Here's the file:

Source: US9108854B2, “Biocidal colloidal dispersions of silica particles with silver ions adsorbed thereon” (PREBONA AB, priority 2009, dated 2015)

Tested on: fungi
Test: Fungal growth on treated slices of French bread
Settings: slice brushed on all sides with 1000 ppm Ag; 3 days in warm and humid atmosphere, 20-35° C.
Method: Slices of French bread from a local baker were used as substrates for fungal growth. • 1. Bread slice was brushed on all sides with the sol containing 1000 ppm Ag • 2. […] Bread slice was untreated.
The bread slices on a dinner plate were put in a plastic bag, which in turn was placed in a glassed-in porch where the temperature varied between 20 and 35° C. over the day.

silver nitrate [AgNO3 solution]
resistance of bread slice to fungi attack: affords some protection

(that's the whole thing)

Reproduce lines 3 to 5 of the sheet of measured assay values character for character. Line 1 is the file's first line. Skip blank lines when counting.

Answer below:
Test: Fungal growth on treated slices of French bread
Settings: slice brushed on all sides with 1000 ppm Ag; 3 days in warm and humid atmosphere, 20-35° C.
Method: Slices of French bread from a local baker were used as substrates for fungal growth. • 1. Bread slice was brushed on all sides with the sol containing 1000 ppm Ag • 2. […] Bread slice was untreated.